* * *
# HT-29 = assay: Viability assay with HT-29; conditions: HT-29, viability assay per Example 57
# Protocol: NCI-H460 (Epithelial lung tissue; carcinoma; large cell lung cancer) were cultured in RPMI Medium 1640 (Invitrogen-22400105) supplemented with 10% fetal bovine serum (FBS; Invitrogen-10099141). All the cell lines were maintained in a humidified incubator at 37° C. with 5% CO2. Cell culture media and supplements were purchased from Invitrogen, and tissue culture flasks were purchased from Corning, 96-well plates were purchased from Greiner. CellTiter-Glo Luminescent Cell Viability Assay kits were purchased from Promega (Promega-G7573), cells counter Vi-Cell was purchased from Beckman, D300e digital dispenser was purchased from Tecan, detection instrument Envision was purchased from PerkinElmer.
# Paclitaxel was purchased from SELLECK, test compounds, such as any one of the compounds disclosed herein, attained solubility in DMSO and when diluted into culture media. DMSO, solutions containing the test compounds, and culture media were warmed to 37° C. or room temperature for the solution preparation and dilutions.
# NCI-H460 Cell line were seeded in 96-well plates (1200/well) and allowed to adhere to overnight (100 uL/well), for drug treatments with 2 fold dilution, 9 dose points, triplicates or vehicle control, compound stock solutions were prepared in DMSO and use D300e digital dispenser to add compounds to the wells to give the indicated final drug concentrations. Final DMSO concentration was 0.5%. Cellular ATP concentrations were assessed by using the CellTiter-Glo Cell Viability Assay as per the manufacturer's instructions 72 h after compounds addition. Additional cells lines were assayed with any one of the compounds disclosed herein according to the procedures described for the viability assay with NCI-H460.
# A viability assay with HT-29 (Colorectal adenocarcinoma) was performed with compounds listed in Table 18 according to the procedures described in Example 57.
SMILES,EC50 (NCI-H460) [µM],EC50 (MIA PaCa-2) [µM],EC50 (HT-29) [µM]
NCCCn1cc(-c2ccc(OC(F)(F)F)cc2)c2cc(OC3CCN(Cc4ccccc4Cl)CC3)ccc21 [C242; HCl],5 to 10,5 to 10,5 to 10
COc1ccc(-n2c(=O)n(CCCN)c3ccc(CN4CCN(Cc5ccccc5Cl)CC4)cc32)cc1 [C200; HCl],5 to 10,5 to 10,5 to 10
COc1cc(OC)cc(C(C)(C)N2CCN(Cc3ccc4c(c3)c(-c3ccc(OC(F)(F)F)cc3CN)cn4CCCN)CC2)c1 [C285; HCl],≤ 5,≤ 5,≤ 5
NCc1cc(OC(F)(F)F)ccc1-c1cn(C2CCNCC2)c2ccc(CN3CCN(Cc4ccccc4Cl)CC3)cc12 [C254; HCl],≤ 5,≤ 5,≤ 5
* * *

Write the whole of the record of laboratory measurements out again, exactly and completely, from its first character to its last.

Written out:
# HT-29 = assay: Viability assay with HT-29; conditions: HT-29, viability assay per Example 57
# Protocol: NCI-H460 (Epithelial lung tissue; carcinoma; large cell lung cancer) were cultured in RPMI Medium 1640 (Invitrogen-22400105) supplemented with 10% fetal bovine serum (FBS; Invitrogen-10099141). All the cell lines were maintained in a humidified incubator at 37° C. with 5% CO2. Cell culture media and supplements were purchased from Invitrogen, and tissue culture flasks were purchased from Corning, 96-well plates were purchased from Greiner. CellTiter-Glo Luminescent Cell Viability Assay kits were purchased from Promega (Promega-G7573), cells counter Vi-Cell was purchased from Beckman, D300e digital dispenser was purchased from Tecan, detection instrument Envision was purchased from PerkinElmer.
# Paclitaxel was purchased from SELLECK, test compounds, such as any one of the compounds disclosed herein, attained solubility in DMSO and when diluted into culture media. DMSO, solutions containing the test compounds, and culture media were warmed to 37° C. or room temperature for the solution preparation and dilutions.
# NCI-H460 Cell line were seeded in 96-well plates (1200/well) and allowed to adhere to overnight (100 uL/well), for drug treatments with 2 fold dilution, 9 dose points, triplicates or vehicle control, compound stock solutions were prepared in DMSO and use D300e digital dispenser to add compounds to the wells to give the indicated final drug concentrations. Final DMSO concentration was 0.5%. Cellular ATP concentrations were assessed by using the CellTiter-Glo Cell Viability Assay as per the manufacturer's instructions 72 h after compounds addition. Additional cells lines were assayed with any one of the compounds disclosed herein according to the procedures described for the viability assay with NCI-H460.
# A viability assay with HT-29 (Colorectal adenocarcinoma) was performed with compounds listed in Table 18 according to the procedures described in Example 57.
SMILES,EC50 (NCI-H460) [µM],EC50 (MIA PaCa-2) [µM],EC50 (HT-29) [µM]
NCCCn1cc(-c2ccc(OC(F)(F)F)cc2)c2cc(OC3CCN(Cc4ccccc4Cl)CC3)ccc21 [C242; HCl],5 to 10,5 to 10,5 to 10
COc1ccc(-n2c(=O)n(CCCN)c3ccc(CN4CCN(Cc5ccccc5Cl)CC4)cc32)cc1 [C200; HCl],5 to 10,5 to 10,5 to 10
COc1cc(OC)cc(C(C)(C)N2CCN(Cc3ccc4c(c3)c(-c3ccc(OC(F)(F)F)cc3CN)cn4CCCN)CC2)c1 [C285; HCl],≤ 5,≤ 5,≤ 5
NCc1cc(OC(F)(F)F)ccc1-c1cn(C2CCNCC2)c2ccc(CN3CCN(Cc4ccccc4Cl)CC3)cc12 [C254; HCl],≤ 5,≤ 5,≤ 5